It’s time to set the record straight about Haidong Gumdo. For those unfamiliar with this, Haidong Gumdo is a Korean martial art focused on the use of swords. The visual aesthetic is familiar to most Americans, and will remind one of the Japanese samurai due to the shape of the sword and the dress which is worn. Haidong Gumdo is about grace. It is about precision, and power. It is about mastering one’s own mind and body in the development of physical skill. It is not, however, about cultural imitations or derivations.
The sword used in Haidong Gumdo practice is known by multiple names, including hwando and jingum, which is the equivalent of the Japanese word shinken, or “real sword”. It is important for those more familiar with Japanese sword arts to realize that the jingum is not a katana, despite certain surface similarities. This is largely related to differences in cutting technique. While historical Korean swords come in many shapes and sizes, the modern jingum is easy to distinguish from a Japanese katana by the shape of the tip and the method in which the blade is mounted to the handle. Quality jingum typically have a wider tip, and are mounted with a pin and bolt in the handle.
The Haidong Gumdo uniform used by the World Haidong Gumdo Federation is something else that causes confusion to those more familiar with Japanese sword arts. This is because of the pants that are worn, which flare outwards similar to the Japanese hakama. As with the sword, however, there are differences between the Japanese and Korean styles. The Japanese hakama are worn outside of the gi (or jacket), while in Haidong Gumdo, the jacket is worn over the pants. Since the top of the pants is therefore not visible, they have an elastic waist, rather than the elaborate ties of the hakama.
In addition, Haidong Gumdo makes use of a short sleeved dobak, or uniform. This allows more freedom of movement, without worrying about catching the sword in the sleeve. Finally, Haidong Gumdo makes use of colored belts to denote rank, similar to more familiar arts such as the Korean Taekwondo, or the Japanese Judo.
Relations with “other” sword arts
Unfortunately, the aesthetic similarities between the Korean and Japanese sword arts, coupled with a history of tension between these two peoples, has given rise to a significant amount of misunderstanding and strife in the martial arts community.
This is not to say anything at all negative about Japanese sword martial arts! I feel no need, for example, to dispute the history or legitimacy of Iaido, which is a modern Japanese sword art as practiced by the All Japan Kendo Federation. It is beautiful and graceful, and, I might add, new. The same is true of Haidong Gumdo.
Yet the martial arts community remains plagued by the tension which has existed between these peoples for quite some time. As American practitioners of these arts in particular, we should respect each others’ chosen disciplines. That’s not even to begin to mention the negativity which arises from meaningless debates about historical origins, uniform styles, or effectiveness. This kind of slander only serves to weaken us in our pursuit of mastery.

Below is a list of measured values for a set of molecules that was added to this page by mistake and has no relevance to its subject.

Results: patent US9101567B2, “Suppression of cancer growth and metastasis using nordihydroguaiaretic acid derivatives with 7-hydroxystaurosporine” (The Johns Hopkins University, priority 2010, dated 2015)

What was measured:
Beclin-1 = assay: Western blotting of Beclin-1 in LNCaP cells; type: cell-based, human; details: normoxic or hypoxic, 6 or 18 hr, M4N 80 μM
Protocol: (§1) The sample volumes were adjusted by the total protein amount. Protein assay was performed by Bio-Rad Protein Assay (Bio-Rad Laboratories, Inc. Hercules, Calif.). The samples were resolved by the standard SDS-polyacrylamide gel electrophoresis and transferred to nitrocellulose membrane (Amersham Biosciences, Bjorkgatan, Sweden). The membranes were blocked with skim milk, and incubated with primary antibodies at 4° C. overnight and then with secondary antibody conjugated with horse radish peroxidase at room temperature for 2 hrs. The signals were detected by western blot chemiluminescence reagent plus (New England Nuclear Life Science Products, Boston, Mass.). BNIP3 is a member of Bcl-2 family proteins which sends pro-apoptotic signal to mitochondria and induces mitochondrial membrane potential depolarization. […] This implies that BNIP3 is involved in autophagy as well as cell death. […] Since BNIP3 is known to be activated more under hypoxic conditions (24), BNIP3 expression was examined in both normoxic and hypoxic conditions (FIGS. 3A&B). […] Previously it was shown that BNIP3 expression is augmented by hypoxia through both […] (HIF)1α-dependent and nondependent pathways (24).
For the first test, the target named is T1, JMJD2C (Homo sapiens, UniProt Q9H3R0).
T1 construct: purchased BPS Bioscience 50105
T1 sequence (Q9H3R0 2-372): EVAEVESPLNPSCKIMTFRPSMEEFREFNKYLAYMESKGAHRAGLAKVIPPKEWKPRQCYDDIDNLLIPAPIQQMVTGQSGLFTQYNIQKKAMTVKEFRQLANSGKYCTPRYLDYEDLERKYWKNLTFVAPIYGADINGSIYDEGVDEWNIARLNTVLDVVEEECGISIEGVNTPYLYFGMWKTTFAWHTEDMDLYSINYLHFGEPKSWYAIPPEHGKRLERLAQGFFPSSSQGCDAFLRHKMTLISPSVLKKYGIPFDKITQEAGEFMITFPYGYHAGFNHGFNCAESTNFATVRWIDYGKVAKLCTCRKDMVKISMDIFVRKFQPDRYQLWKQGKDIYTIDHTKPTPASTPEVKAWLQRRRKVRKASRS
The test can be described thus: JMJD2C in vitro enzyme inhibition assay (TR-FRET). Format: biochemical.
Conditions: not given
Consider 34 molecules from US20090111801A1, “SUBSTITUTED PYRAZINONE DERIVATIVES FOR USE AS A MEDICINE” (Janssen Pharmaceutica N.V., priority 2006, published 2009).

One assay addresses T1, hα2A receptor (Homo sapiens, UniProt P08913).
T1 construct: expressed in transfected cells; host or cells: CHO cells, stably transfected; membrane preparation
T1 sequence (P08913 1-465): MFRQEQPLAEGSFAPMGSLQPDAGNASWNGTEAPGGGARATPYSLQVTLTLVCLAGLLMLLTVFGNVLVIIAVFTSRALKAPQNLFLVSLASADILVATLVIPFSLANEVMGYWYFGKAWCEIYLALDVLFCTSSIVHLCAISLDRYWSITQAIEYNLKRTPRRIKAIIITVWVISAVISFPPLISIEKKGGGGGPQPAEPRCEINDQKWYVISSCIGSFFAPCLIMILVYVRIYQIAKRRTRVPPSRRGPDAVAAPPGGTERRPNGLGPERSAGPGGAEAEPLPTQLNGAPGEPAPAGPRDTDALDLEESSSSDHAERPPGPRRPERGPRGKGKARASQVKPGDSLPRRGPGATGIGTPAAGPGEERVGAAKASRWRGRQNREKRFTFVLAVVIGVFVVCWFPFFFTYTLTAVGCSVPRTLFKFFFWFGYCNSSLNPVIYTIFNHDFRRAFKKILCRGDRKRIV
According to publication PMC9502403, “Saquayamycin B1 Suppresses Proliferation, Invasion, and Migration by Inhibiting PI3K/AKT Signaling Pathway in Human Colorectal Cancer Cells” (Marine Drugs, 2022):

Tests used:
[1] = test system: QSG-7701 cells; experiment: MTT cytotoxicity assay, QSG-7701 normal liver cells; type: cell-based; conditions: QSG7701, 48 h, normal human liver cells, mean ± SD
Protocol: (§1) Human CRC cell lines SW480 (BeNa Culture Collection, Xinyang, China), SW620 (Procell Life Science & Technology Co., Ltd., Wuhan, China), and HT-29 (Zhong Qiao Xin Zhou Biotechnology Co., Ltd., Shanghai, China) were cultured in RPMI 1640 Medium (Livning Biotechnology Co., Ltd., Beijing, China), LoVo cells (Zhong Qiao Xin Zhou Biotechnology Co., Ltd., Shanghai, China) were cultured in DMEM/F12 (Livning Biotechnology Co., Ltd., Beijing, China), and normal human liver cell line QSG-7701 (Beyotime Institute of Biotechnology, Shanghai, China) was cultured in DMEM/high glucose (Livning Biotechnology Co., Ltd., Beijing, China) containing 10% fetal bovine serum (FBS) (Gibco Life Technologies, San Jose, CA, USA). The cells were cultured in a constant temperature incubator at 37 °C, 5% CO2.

So let’s move the discussion in a more positive direction. Do you practice a martial art? What do we even mean when we use that term?
The Meaning of “the Way”
I would argue that sports such as MMA (“mixed martial arts”) do not fit the definition of martial arts in the traditional sense. The word Gumdo translates as “the way of the sword”. “Way” is used here the same as it is used in Taoism. In fact, “Tao” and “Do” are the same character, pronounced differently in different languages. To quote Wikipedia:
“The martial arts are codified systems and traditions of combat practices, which are practiced for a variety of reasons: self-defense, competition, physical health and fitness, as well as mental, physical, and spiritual development.”
That second phrase is important. A significant part of martial arts practice is mental, physical, and spiritual development. So this would include the various styles of Chinese Kung Fu, Japanese Karate, and Korean Taekwondo, among others. It includes the various ryu of Japanese Samurai Swordsmanship, and yes, it includes Haidong Gumdo, an indigenous Korean sword art. Sure, nothing develops in a vacuum, and Korea necessarily shows influences related to its geographical location and its interaction with other cultures. But that does not diminish the art or its practitioners.
Haidong Gumdo focuses on multiple aspects of swordsmanship, from drawing and sheathing, to forms work and stance training, to test cutting with a live blade. There is no trick to being able to perform these cuts, whether on bamboo or other targets – no stage magic, just years of training and practice. Personal betterment and a constant striving to improve technique are what makes it work.
Martial artists of all disciplines should be interested to see a positive sharing of ideas. Show me some of your own martial arts practice, and let’s compare. Anyone in the area is also welcome to visit my studio, Blue Mountain Martial Arts, to see my sword work first hand. Check out http://www.BlueMountainMA.com for more information.